“It’s really about accepting that combining employment and family requires that trade-offs be made, and then feeling okay about letting certain things go, either at home or at work,” says the study’s leader, Katrina Leupp, a graduate student at the University of Washington.
Though this research, presented at the annual meeting of the American Sociological Association last month, has yet to be peer-reviewed, I’m guessing that it will strike a chord with many readers, as work-life balance remains a much-discussed, emotionally fraught topic, especially among the overextended masses here in Washington. I mean, who couldn’t use an excuse to cut herself some slack when it comes to that flubbed presentation or another missed soccer game, especially if it means a better mental health outlook, right?
If only it were that simple. “Many of us have very high expectations for ourselves, and it can be hard to let them go,” says Ellen Galinsky, president of the nonprofit Families and Work Institute. She adds that problems arise when there’s a clash between what you expect — a perfectly clean house or a home-cooked meal on the table every night, for example — and what actually happens; the end result is guilt, particularly for women.
Research published last spring in the Journal of Health and Social Behavior found that women feel guiltier than men when they receive job-related texts, e-mails and phone calls at home after hours, and that translates into higher levels of psychological distress.
Socioeconomics also affect how women think about work and family, particularly during a time of slow economic growth, when just being employed is often the dominant concern. “If you’re grateful for your job because it’s really important to your family’s well-being, then you don’t tend to have as much angst about it as if you believe there are choices,” says Galinsky.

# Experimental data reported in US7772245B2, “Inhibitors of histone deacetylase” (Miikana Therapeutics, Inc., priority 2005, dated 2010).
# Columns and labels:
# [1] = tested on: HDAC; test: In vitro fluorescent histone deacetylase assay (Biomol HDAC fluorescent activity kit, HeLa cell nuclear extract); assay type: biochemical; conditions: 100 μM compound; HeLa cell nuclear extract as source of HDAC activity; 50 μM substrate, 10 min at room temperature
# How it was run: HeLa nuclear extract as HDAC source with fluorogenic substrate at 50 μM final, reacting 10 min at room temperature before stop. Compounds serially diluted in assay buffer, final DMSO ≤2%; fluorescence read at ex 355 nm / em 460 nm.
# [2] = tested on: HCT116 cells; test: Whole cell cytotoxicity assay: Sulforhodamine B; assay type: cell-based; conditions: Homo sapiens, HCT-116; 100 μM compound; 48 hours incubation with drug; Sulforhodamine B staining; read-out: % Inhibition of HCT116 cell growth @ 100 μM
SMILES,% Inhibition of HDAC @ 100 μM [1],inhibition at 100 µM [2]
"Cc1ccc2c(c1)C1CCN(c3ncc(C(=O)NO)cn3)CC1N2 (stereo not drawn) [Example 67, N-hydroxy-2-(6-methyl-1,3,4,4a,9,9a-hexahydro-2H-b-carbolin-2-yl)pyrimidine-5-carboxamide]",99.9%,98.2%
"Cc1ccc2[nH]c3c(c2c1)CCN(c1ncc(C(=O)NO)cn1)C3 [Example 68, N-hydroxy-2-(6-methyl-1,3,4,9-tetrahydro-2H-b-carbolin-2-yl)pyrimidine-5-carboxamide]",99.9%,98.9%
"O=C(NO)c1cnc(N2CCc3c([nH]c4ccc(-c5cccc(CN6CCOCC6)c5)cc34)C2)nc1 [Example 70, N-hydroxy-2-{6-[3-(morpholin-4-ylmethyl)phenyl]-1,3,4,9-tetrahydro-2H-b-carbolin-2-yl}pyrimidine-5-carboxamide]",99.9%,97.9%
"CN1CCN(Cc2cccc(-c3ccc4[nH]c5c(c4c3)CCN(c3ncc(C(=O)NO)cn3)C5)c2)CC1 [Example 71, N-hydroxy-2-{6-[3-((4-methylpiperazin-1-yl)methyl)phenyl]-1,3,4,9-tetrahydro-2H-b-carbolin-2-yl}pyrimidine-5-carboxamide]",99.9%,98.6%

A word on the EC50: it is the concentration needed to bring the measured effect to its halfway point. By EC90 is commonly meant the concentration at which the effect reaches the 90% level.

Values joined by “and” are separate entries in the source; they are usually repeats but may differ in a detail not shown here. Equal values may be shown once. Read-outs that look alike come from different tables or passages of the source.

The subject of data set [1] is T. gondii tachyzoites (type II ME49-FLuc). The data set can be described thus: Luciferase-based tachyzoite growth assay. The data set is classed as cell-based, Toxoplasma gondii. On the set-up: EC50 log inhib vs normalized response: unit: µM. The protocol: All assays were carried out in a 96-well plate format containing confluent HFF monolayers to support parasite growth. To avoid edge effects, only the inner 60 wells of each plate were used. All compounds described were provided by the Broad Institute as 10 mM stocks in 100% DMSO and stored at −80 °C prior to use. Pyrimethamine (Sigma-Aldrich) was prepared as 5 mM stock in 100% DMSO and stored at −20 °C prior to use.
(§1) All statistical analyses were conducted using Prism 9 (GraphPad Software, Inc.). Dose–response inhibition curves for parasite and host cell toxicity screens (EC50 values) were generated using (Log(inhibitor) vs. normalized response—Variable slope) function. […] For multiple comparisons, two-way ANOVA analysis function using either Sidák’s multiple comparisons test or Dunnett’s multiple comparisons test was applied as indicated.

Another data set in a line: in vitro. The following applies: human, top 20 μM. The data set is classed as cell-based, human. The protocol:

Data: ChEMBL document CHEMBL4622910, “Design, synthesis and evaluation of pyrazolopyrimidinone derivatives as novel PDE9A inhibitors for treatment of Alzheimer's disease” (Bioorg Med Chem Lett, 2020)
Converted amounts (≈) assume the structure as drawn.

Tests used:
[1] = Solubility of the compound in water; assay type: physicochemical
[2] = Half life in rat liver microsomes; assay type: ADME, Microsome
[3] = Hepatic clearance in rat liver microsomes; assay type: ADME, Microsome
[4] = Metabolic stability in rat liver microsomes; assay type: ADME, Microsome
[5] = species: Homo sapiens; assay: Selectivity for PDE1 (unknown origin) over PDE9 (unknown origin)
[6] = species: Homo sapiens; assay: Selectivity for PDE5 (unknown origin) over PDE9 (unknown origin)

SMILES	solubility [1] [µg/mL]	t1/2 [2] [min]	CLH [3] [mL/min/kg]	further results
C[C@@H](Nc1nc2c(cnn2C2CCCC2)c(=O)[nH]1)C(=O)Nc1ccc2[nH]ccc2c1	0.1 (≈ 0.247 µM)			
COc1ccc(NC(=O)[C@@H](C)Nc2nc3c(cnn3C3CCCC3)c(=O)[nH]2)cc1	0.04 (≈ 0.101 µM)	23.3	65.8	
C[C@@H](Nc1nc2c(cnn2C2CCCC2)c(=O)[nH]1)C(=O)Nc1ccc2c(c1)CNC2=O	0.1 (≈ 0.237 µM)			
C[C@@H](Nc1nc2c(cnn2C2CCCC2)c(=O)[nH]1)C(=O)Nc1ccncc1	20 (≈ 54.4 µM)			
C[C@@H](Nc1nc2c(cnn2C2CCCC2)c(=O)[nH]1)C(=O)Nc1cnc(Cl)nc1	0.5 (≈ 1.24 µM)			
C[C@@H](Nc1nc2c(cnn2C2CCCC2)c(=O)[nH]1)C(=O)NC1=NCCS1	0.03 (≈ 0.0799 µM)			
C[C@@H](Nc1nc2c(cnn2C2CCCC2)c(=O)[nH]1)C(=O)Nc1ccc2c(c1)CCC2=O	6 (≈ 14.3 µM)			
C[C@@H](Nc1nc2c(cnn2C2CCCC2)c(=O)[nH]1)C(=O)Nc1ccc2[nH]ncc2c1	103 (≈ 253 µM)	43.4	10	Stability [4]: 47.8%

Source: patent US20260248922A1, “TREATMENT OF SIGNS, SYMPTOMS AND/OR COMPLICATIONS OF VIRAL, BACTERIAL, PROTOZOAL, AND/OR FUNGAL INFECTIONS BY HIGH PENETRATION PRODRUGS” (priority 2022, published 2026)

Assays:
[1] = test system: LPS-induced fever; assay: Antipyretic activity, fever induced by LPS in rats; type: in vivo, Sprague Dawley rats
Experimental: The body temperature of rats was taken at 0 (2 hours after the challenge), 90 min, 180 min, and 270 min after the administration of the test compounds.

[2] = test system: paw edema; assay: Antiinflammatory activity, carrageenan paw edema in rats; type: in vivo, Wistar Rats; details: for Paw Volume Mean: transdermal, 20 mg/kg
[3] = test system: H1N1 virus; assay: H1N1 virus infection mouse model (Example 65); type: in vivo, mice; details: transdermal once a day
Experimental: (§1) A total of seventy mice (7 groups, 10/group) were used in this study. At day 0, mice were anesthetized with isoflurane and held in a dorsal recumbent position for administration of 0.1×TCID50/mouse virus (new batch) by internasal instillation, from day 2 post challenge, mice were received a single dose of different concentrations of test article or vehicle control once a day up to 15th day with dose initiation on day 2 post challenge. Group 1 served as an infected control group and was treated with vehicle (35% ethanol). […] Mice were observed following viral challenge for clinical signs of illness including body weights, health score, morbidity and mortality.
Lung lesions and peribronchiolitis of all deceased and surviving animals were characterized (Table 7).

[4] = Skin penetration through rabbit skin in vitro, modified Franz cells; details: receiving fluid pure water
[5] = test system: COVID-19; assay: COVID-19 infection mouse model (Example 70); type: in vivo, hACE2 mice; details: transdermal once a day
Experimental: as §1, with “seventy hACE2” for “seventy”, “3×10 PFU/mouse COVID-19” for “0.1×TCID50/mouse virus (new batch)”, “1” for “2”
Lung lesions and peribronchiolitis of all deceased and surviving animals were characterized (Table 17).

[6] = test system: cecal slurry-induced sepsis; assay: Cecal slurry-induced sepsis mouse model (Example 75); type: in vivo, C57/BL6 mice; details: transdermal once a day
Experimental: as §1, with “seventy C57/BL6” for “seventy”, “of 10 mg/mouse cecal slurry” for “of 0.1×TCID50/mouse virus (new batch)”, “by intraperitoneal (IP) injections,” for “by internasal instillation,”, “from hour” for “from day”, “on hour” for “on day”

“One’s occupation, education level, income, the economic climate — those are all critical factors that shape people’s feelings and decisions and all kind of things that have to do with work and home life,” agrees Melissa Milkie, a professor of sociology at the University of Maryland, who points out that a single mother working full time at a fast-food restaurant is in a completely different position than a downtown lawyer with the resources for a full-time nanny.
Interestingly, it’s not just “Supermoms” who are facing mental-health issues due to work-life conficts these days, according to Galinsky. “As men’s time with children has increased dramatically and they’re taking more psychological responsibility — not just time, but remembering the orthodontist appointment, or this kid doesn’t eat this but that one does — we hear them saying that they’ve gotten a taste of it, and now they want more,” she says.
Galinsky co-authored a report called “The New Male Mystique,” which found that in 2008, 60 percent of fathers in dual-earner families experienced some or a lot of work-family conflict, up from 35 percent in 1977.
“There are a lot of men out there now who want to have it all and do it all, and they’re suffering in the same way as women,” she explains. “Actually, men have even more work-family conflict than women do these days — and probably less permission to talk about it.”
It seems that despite advances in technology, job flexibility and a more equal distribution of work in the home, these issues aren’t going away as long as there are working parents who love their children.